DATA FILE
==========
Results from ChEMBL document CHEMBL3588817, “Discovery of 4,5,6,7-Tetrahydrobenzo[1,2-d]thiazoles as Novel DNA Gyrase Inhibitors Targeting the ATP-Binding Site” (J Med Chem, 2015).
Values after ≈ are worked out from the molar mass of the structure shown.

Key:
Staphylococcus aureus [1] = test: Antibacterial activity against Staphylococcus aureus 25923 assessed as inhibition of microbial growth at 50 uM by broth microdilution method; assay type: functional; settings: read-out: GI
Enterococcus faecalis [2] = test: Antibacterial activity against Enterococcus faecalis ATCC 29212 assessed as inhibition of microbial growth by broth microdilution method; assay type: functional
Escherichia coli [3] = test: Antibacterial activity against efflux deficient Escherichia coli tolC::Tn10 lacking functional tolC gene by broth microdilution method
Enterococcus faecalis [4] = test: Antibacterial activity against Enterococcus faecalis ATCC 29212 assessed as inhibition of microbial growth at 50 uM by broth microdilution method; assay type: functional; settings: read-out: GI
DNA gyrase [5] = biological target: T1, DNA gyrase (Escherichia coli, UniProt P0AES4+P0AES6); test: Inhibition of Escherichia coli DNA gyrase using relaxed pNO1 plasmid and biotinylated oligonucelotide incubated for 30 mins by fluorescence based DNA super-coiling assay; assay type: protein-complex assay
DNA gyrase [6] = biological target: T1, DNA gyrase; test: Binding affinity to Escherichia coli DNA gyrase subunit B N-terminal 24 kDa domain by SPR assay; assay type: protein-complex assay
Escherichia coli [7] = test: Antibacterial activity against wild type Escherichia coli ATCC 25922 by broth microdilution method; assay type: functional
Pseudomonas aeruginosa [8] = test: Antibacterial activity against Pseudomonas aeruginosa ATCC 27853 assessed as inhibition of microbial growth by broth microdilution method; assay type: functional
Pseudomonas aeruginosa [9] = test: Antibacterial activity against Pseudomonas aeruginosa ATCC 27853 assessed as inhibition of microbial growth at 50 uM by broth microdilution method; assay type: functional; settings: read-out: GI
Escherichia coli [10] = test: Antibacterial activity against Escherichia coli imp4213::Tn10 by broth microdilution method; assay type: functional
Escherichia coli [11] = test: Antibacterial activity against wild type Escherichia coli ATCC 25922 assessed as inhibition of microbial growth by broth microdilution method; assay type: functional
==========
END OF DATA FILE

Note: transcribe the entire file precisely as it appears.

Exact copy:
Results from ChEMBL document CHEMBL3588817, “Discovery of 4,5,6,7-Tetrahydrobenzo[1,2-d]thiazoles as Novel DNA Gyrase Inhibitors Targeting the ATP-Binding Site” (J Med Chem, 2015).
Values after ≈ are worked out from the molar mass of the structure shown.

Key:
Staphylococcus aureus [1] = test: Antibacterial activity against Staphylococcus aureus 25923 assessed as inhibition of microbial growth at 50 uM by broth microdilution method; assay type: functional; settings: read-out: GI
Enterococcus faecalis [2] = test: Antibacterial activity against Enterococcus faecalis ATCC 29212 assessed as inhibition of microbial growth by broth microdilution method; assay type: functional
Escherichia coli [3] = test: Antibacterial activity against efflux deficient Escherichia coli tolC::Tn10 lacking functional tolC gene by broth microdilution method
Enterococcus faecalis [4] = test: Antibacterial activity against Enterococcus faecalis ATCC 29212 assessed as inhibition of microbial growth at 50 uM by broth microdilution method; assay type: functional; settings: read-out: GI
DNA gyrase [5] = biological target: T1, DNA gyrase (Escherichia coli, UniProt P0AES4+P0AES6); test: Inhibition of Escherichia coli DNA gyrase using relaxed pNO1 plasmid and biotinylated oligonucelotide incubated for 30 mins by fluorescence based DNA super-coiling assay; assay type: protein-complex assay
DNA gyrase [6] = biological target: T1, DNA gyrase; test: Binding affinity to Escherichia coli DNA gyrase subunit B N-terminal 24 kDa domain by SPR assay; assay type: protein-complex assay
Escherichia coli [7] = test: Antibacterial activity against wild type Escherichia coli ATCC 25922 by broth microdilution method; assay type: functional
Pseudomonas aeruginosa [8] = test: Antibacterial activity against Pseudomonas aeruginosa ATCC 27853 assessed as inhibition of microbial growth by broth microdilution method; assay type: functional
Pseudomonas aeruginosa [9] = test: Antibacterial activity against Pseudomonas aeruginosa ATCC 27853 assessed as inhibition of microbial growth at 50 uM by broth microdilution method; assay type: functional; settings: read-out: GI
Escherichia coli [10] = test: Antibacterial activity against Escherichia coli imp4213::Tn10 by broth microdilution method; assay type: functional
Escherichia coli [11] = test: Antibacterial activity against wild type Escherichia coli ATCC 25922 assessed as inhibition of microbial growth by broth microdilution method; assay type: functional